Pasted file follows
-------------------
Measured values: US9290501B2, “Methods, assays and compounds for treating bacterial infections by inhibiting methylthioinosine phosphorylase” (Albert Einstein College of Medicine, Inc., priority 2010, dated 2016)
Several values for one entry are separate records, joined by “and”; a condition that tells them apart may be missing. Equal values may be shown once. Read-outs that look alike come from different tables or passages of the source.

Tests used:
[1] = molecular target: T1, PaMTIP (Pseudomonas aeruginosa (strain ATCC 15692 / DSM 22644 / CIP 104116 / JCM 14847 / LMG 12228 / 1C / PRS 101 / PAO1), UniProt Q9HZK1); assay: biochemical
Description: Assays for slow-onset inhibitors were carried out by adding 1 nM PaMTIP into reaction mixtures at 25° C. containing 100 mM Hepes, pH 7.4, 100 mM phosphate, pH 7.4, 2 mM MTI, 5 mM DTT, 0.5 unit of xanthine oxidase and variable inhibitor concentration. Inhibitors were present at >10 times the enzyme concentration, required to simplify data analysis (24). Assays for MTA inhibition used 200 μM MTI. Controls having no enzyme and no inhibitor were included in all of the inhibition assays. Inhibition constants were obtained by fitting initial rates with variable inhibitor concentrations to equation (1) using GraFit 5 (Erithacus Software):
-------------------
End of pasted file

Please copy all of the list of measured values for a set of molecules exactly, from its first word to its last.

Measured values: US9290501B2, “Methods, assays and compounds for treating bacterial infections by inhibiting methylthioinosine phosphorylase” (Albert Einstein College of Medicine, Inc., priority 2010, dated 2016)
Several values for one entry are separate records, joined by “and”; a condition that tells them apart may be missing. Equal values may be shown once. Read-outs that look alike come from different tables or passages of the source.

Tests used:
[1] = molecular target: T1, PaMTIP (Pseudomonas aeruginosa (strain ATCC 15692 / DSM 22644 / CIP 104116 / JCM 14847 / LMG 12228 / 1C / PRS 101 / PAO1), UniProt Q9HZK1); assay: biochemical
Description: Assays for slow-onset inhibitors were carried out by adding 1 nM PaMTIP into reaction mixtures at 25° C. containing 100 mM Hepes, pH 7.4, 100 mM phosphate, pH 7.4, 2 mM MTI, 5 mM DTT, 0.5 unit of xanthine oxidase and variable inhibitor concentration. Inhibitors were present at >10 times the enzyme concentration, required to simplify data analysis (24). Assays for MTA inhibition used 200 μM MTI. Controls having no enzyme and no inhibitor were included in all of the inhibition assays. Inhibition constants were obtained by fitting initial rates with variable inhibitor concentrations to equation (1) using GraFit 5 (Erithacus Software):